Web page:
EUGENE, Ore. -- The Pacific Northwest is a long way from Cincinnati, Ohio, or even Farmington, New Mexico. But once again, Marcus Davis and Cody Geyer are in the same clubhouse, eating sandwiches and getting ready to showcase their talents.
Davis, the Eugene Emeralds infielder, and Geyer, a right-handed reliever for the Hillsboro Hops, are representing the South Division in the Northwest League All-Star Game. It's their first time playing on the same team as professionals, but the two have a shared a common path in baseball.
"We played three summers together and junior college together," Geyer said.
"And now we're on the same team here," Davis added. "Baseball is a small world. You play with guys and you hope for the best for them, but being back in the same room is always pretty cool."
Davis leads the league with a 1.022 OPS, but when asked who was known as the "The Big Stick," he just smiled.
"That was you," he said, pointing at Geyer.
"That was me," admitted Geyer, who entered the All-Star break with a 3-1 record and 2.91 ERA in 18 appearances and has never had an at-bat in the pros. "When I was in high school, I used to hit a little bit. We were in Farmington (at the 2010 Connie Mack World Series) and I guess I had a good couple of days swinging the bat."
Actually, in the amateur tournament, Geyer went 7-for-14 with a homer, triple and tournament-leading seven RBIs en route to winning the championship.
Earlier this season, Geyer hit three home runs in batting practice, so he might be forgiven for thinking about picking up a bat. But nobody on the Hops will dispute that he throws the team's filthiest curveball.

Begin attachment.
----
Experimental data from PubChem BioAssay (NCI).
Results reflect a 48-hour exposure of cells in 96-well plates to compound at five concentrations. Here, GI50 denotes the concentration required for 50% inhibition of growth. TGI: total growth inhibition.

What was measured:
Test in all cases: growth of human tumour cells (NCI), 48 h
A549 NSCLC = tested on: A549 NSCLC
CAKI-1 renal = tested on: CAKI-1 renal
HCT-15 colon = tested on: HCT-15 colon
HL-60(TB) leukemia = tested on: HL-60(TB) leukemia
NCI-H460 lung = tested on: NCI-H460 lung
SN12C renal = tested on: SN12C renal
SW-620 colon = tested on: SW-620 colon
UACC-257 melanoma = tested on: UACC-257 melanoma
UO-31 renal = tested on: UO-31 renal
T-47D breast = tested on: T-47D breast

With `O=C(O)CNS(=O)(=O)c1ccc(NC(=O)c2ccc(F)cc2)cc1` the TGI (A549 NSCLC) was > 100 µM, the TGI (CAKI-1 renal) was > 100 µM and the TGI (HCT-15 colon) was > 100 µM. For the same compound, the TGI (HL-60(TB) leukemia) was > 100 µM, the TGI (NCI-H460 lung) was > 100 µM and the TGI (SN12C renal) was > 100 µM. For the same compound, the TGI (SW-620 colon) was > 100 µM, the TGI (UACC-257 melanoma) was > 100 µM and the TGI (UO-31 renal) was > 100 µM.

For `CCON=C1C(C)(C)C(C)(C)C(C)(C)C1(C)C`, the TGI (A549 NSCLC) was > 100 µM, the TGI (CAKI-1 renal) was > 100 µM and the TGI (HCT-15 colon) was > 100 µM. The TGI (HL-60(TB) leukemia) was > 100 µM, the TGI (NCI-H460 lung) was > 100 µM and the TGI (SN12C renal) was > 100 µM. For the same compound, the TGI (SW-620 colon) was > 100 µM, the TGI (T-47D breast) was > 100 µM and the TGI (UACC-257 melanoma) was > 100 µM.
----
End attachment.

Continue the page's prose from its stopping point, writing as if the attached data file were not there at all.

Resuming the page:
"It's been good just to be healthy," said Geyer, finally at full strength after undergoing Tommy John surgery in 2012. "The Northwest League is good and Hillsboro is a great place to play. I've had fun. We've been winning a lot, so that's helped, too.
"We've got a really good coaching staff, a lot of baseball knowledge, for sure, with (hitting coach) Mark Grace and (pitching coach) Doug Drabek and (manager) J.R. House. I think that's had a large part to do with our success this year."
Speaking of improving from last year, Davis reached the All-Star Game with 97 total bases in 47 games, compared with only 21 in 35 games last year. He leads the circuit in slugging percentage (.584) and is near the top in homers (7), on-base percentage (.438) and batting (.343).
"A little bit of experience," Davis shrugged. "A little knowledge of what to expect. Making some changes.
"There's actually a coach in the Diamondbacks organization named Vince Harrison (Rookie-level Missoula's hitting coach) who lives in Cincinnati and went to the same high school I did. He helped me out a lot this offseason and once I got sent to extended (spring training). Just from there, I try to refine that approach every day. It's working out now."
Davis and Geyer appear as comfortable together as if they've been teammates without any time apart. But this is professional baseball.
"There's definitely a difference," Geyer said. "Everybody's got a lot more talent."
For Davis, that translates to hard work.
"The difference is I have to bring it every day. High school or college, you play four or five games in a week at the most, and here it's every day," he said. "So the biggest difference is finding a way to get it done day in and day out."
Jared Ravich is a reporter for MiLB.com.